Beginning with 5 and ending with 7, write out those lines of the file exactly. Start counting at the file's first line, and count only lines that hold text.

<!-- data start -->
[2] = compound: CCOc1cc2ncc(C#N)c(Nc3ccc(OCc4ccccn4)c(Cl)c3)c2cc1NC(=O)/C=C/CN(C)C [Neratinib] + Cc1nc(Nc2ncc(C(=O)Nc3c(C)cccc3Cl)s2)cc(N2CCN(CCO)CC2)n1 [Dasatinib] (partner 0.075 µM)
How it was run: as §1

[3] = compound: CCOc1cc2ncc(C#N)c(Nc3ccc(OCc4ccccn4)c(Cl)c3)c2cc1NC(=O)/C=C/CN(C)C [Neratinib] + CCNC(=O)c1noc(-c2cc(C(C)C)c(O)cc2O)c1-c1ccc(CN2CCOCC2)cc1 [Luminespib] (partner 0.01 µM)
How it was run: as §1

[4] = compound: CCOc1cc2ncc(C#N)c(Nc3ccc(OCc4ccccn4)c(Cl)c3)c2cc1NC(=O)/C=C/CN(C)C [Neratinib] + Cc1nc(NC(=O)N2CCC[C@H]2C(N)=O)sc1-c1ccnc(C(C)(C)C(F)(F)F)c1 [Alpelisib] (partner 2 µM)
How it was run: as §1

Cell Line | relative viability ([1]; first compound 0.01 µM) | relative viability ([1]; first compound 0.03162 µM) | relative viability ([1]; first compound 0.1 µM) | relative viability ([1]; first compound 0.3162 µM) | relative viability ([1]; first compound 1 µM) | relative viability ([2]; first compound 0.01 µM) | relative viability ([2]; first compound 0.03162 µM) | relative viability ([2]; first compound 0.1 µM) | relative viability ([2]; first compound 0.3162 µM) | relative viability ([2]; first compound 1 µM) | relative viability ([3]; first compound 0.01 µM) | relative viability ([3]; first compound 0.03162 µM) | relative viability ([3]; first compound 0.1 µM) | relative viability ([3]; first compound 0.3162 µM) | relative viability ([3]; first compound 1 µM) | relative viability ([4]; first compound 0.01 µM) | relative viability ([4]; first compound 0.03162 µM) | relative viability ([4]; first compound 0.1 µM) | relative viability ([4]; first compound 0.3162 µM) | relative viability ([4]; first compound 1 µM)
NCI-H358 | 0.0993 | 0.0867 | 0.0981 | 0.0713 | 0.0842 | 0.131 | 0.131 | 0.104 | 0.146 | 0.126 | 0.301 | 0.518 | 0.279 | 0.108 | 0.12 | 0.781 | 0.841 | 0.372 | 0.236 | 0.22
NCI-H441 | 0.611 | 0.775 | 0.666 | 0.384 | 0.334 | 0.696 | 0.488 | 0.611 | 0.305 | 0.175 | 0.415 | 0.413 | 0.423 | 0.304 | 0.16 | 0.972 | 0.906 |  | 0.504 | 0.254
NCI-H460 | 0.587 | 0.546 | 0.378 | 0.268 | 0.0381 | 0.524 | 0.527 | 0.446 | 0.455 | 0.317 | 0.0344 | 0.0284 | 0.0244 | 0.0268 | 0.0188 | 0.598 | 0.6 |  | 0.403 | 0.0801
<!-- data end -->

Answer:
[4] = compound: CCOc1cc2ncc(C#N)c(Nc3ccc(OCc4ccccn4)c(Cl)c3)c2cc1NC(=O)/C=C/CN(C)C [Neratinib] + Cc1nc(NC(=O)N2CCC[C@H]2C(N)=O)sc1-c1ccnc(C(C)(C)C(F)(F)F)c1 [Alpelisib] (partner 2 µM)
How it was run: as §1

Cell Line | relative viability ([1]; first compound 0.01 µM) | relative viability ([1]; first compound 0.03162 µM) | relative viability ([1]; first compound 0.1 µM) | relative viability ([1]; first compound 0.3162 µM) | relative viability ([1]; first compound 1 µM) | relative viability ([2]; first compound 0.01 µM) | relative viability ([2]; first compound 0.03162 µM) | relative viability ([2]; first compound 0.1 µM) | relative viability ([2]; first compound 0.3162 µM) | relative viability ([2]; first compound 1 µM) | relative viability ([3]; first compound 0.01 µM) | relative viability ([3]; first compound 0.03162 µM) | relative viability ([3]; first compound 0.1 µM) | relative viability ([3]; first compound 0.3162 µM) | relative viability ([3]; first compound 1 µM) | relative viability ([4]; first compound 0.01 µM) | relative viability ([4]; first compound 0.03162 µM) | relative viability ([4]; first compound 0.1 µM) | relative viability ([4]; first compound 0.3162 µM) | relative viability ([4]; first compound 1 µM)